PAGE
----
When I was 12 years old a guy grabbed me on my way to ballet class. I was walking in the same door I’d walked in for years on West 83rd Street, with my hair in a bun, and my tights and leotard under my jeans, and this young guy walked in ahead of me. The door opened right onto a narrow, steep staircase. At the top of the stairs to the right was the ballet studio. I could hear the piano. I can tell you, even at 12, or maybe especially because I was still so young, I had a vibe. An intuition. I remember the feeling of something being off, and I probably did exactly what he’d hoped I would do. I passed him on the right and started racing up the stairs. But he grabbed me from behind and put one hand over my mouth and another between my legs and told me not to move and that he wasn’t going to hurt me. For a minute I froze. Panicked with the taste of tin in my mouth. Fear undiluted. His hand over my mouth as he started fumbling with his jeans, and all I heard, like an explosion inside my head was, “NO”. Not that I understood exactly what he was trying to do, just that animal part of me, of you, of all of us, that part knew. And then I bit his hand and screamed and threw my elbow into his ribs as hard as I could. He let me go immediately. I don’t believe he expected a fight. I faced him, still screaming, tears and adrenaline and a racing heart, and backed up the stairs, right hand, right foot, left hand, left foot, fast. I remember his face, and I remember being shocked that he looked as terrified as I felt. Eyes wide so I could see more white than anything. He took off down the stairs and when I saw he was out the door, I turned and raced/crawled up the remainder of the staircase as fast as I could. I busted into the office, hysterical, unable to speak, but the guys there, the dancers, they knew. I just pointed and they took off, and three girls who were in the company ran to me and held me until I could speak. Not that I could fully make sense of what had happened. They weren’t able to catch up to the guy, and I don’t know what happened to him.

I share this with you because it exists in this world, and because it happened. Clearly, it could have been a lot worse. I hope it was never worse for someone else who didn’t scream, or couldn’t fight. And I hope he found the help he desperately needed. I believe if someone had photographed my face and his as we stared at each other, they would have looked incredibly similar. I believe he was as shocked and sorry about what he’d done as I was. He looked like an animal with his leg caught in a trap. There are people who are deeply troubled, who need help but don’t get it. Because they fall through the cracks. Or are able to hide their pain from the people closest to them. Or maybe those people are in denial. I don’t know what his story was, but I’d be willing to bet it wasn’t a good one.

The reality is this world can be incredibly violent, but it can also be achingly beautiful. If you want to be awake, you have to hold it all. I’m not a fan of this amazing pressure to be positive every waking minute of the day. Not everything is positive and light. Some things will rip your heart right out of your body with no warning and no logic. People who demand that you be light every minute are running from their own shadow, and it’s only a matter of time before it bites them in the a$$. My thoughts did not create that experience, it was completely outside my frame of reference. There are people who would point to karma, or God’s plan, or everything happening for a reason. I don’t know about any of that for sure, and neither does anyone else. What I do know is that sometimes horrendous things happen to beautiful people. Maybe someday it will all make sense and maybe not. Until then, the truth is we live in a world with darkness, and incredible light. To deny one is to forsake the other. It’s not about being positive, it’s about being authentic. Open. Real, raw, vulnerable. It’s about understanding sometimes you will be so scared out of your mind you’ll crawl up a staircase backwards, not even fully knowing what you’re racing from. And sometimes you will be blinded and amazed by all the beauty, all the gifts you’ve been given, the taste of gratitude like sugarcane in your mouth, and the feeling of sunlight like it was poured directly into your heart. Don’t worry about being positive. Just be awake. Hold it all.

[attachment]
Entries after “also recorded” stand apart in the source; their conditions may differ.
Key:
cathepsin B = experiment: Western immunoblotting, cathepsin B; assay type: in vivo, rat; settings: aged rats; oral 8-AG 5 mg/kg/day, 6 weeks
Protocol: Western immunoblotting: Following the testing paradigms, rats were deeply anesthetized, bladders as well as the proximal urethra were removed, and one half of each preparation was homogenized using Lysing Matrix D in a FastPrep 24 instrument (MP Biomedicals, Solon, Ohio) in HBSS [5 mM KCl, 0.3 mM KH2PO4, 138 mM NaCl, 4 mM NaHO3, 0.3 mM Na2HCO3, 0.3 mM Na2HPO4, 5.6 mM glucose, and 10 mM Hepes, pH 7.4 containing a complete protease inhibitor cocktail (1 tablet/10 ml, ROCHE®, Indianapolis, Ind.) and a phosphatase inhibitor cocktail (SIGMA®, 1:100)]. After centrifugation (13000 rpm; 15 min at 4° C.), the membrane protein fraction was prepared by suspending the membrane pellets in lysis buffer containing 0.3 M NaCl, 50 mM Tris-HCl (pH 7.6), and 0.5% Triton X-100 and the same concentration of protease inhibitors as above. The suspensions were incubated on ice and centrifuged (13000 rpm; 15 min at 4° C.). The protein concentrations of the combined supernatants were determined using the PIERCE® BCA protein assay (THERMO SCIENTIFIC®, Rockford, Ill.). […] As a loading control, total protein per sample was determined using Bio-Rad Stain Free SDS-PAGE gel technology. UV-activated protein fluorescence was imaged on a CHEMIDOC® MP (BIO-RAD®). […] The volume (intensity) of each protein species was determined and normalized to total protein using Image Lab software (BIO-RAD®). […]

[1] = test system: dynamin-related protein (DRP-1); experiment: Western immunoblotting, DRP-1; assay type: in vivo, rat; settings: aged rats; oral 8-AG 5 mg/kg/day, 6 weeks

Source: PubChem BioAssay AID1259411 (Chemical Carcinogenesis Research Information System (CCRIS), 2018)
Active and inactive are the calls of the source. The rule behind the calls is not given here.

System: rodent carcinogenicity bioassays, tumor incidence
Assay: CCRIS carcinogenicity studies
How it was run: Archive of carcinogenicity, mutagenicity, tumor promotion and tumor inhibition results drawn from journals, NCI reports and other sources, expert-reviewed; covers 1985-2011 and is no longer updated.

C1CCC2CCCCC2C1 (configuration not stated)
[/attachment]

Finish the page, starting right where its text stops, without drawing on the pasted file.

Sending you love, for real. Ally

photo by the talented James Vincent Knowles

photo by the talented James Vincent Knowles

Ally Hamilton is a Santa Monica-based yoga teacher and writer whose work reaches hundreds of thousands of yogis around the world via her online yoga videos and social media following. She’s the co-creator of, a premier source for online yoga videos, which has been featured in The New York Times, The Wall Street Journal, Vogue Magazine, Self Magazine, Shape Magazine, CNN and more. She’s the mama of two amazing kids and one energetic Labradoodle.

Jen Pastiloff is the founder of The Manifest-Station and creator of The Manifestation Workshop: On Being Human. Up next is Vancouver (Jan 17) and London Feb 14. Click here. 

Jen Pastiloff is the founder of The Manifest-Station. Join her in Tuscany for her annual Manifestation Retreat. Click the Tuscan hills above. No yoga experience required. Only requirement: Just be a human being.

Jen Pastiloff is the founder of The Manifest-Station. Join her in Tuscany for her annual Manifestation Retreat. Click the Tuscan hills above. No yoga experience required. Only requirement: Just be a human being.

Click to take any of Jen Pastiloff's online classes at Yogis Anonymous.

Click to take any of Jen Pastiloff’s online classes at Yogis Anonymous.

Contact Rachel Pastiloff for health coaching, weight loss, strategies, recipes, detoxes, cleanses or help getting off sugar. Click here.

Contact Rachel Pastiloff for health coaching, weight loss, strategies, recipes, detoxes, cleanses or help getting off sugar. Click here.

Join Jen Pastiloff in Atlanta March 7th. Click the photo above.

Join Jen Pastiloff in Atlanta March 7th. Click the photo above.